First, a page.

The synod on the family next month is shaping up to be a titanic struggle between representatives of the new modernism–those who believe, implicitly or implicitly, that the Church has abandoned, or should have abandoned, all those nasty rigid dogmas–and those who hold fast to what the Church has always taught about the Incarnation, the Resurrection, the Four Last Things, the necessity of repentance.
Fr Ray Blake sums up the modernist spirit in a devastating critique on his blog:
What seems to be being said is that the age of dogma and doctrine is dead, everything is pastoral, focus groups replace creeds, there is more concern with how we are conceived by public opinion than any teaching…What we are now concerned with is the “lived experience”. In the New Pentecost, the Age of the Spirit that has superseded the age of the articulated Incarnate Word; it is the experience of women and men. The pneumatic, blow-where-it-will Spirit is all that matters…It is about syncretism, dialogue, moderation, compromise, ambiguity, recognition of ignorance, the preference for the via negativa, the rejection of the via positiva. Christ and the apostles might be unambiguous about judgment, heaven and hell, about objective realities; but in fact “we have moved beyond” all of that. That is no longer the default position of the Catholic Church.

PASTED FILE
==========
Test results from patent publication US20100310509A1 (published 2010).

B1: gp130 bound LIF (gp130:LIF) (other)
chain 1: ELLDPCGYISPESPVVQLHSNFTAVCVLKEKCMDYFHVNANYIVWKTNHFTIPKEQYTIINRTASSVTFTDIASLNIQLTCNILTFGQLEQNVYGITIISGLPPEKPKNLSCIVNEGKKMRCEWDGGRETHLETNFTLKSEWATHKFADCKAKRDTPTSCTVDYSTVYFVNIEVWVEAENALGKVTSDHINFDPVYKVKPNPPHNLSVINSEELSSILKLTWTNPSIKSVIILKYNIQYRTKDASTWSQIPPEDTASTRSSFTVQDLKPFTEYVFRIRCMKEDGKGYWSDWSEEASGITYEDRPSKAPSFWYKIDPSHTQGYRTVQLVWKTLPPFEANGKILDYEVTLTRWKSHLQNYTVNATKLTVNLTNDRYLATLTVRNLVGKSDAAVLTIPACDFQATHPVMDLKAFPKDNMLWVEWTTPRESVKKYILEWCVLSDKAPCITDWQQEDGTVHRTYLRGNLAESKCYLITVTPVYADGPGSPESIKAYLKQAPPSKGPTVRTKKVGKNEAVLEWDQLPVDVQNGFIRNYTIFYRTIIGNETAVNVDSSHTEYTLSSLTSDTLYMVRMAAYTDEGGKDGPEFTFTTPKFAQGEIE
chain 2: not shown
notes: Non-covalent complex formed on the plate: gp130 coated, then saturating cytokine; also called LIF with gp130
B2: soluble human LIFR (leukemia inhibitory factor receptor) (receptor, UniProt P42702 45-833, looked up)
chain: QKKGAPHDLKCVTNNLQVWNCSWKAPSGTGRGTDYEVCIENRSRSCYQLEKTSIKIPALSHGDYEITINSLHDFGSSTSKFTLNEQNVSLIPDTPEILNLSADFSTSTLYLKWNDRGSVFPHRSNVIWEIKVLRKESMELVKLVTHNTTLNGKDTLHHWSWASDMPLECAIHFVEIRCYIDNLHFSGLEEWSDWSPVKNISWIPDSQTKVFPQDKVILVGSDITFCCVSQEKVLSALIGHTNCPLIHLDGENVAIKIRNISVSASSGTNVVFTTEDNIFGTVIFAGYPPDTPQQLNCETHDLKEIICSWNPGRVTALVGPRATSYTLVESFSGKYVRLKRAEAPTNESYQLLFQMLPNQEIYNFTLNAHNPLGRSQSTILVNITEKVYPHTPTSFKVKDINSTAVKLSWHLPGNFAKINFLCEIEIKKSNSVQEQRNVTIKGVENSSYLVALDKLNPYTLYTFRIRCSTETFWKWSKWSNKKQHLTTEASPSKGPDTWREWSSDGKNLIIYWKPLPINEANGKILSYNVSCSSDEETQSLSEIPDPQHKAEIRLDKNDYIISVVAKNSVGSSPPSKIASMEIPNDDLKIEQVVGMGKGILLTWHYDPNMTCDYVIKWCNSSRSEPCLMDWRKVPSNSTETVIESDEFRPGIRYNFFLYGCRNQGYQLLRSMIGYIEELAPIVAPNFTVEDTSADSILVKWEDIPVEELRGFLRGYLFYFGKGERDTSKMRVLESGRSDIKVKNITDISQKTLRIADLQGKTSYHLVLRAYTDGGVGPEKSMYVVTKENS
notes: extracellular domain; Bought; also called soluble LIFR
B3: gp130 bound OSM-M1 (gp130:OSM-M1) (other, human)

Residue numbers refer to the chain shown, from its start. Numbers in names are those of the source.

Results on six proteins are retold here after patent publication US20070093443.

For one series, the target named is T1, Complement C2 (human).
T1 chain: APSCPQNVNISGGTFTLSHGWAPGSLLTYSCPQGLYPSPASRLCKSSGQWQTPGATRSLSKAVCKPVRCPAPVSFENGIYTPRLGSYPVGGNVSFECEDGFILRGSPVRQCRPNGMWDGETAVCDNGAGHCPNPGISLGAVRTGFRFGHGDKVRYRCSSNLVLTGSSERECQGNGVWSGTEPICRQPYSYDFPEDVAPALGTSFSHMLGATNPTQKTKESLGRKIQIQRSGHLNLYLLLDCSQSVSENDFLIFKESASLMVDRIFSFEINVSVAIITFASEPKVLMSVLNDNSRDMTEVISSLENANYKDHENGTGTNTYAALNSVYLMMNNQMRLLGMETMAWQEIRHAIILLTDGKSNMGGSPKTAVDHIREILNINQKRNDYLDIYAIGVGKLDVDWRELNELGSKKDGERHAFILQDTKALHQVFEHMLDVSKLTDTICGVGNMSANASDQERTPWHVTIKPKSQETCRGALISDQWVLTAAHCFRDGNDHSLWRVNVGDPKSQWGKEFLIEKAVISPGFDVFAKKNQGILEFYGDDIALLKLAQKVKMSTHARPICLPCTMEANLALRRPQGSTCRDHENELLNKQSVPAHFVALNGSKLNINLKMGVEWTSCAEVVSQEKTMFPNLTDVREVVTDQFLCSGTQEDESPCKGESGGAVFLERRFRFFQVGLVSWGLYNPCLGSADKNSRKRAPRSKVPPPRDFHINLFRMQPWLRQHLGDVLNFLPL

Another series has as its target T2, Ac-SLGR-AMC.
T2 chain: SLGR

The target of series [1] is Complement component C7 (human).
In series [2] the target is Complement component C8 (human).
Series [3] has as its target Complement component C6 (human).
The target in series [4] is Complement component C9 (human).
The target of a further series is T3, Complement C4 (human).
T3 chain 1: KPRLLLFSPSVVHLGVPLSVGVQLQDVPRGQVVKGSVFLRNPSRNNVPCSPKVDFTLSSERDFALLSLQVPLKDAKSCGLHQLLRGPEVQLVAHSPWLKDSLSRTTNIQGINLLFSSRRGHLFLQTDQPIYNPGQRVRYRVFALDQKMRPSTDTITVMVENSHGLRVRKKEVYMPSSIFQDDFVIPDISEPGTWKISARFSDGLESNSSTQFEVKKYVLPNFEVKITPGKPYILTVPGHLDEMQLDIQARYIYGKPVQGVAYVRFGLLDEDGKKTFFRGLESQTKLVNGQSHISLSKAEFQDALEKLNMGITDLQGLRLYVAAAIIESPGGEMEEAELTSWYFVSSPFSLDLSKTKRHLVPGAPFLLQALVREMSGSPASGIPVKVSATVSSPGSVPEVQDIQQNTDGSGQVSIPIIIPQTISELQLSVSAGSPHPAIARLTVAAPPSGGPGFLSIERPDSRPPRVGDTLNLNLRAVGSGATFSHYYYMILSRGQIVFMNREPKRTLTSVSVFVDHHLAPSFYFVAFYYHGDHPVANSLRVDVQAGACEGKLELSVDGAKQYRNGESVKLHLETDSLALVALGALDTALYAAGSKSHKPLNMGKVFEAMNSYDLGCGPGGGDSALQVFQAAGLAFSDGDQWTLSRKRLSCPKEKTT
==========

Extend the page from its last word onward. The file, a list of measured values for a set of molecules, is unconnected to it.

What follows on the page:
It’s not really surprising–is it?–that those who can swallow all of that have no difficulty with perverting the concept of “mercy” to include allowing unrepentant adulterers to be admitted to Holy Communion.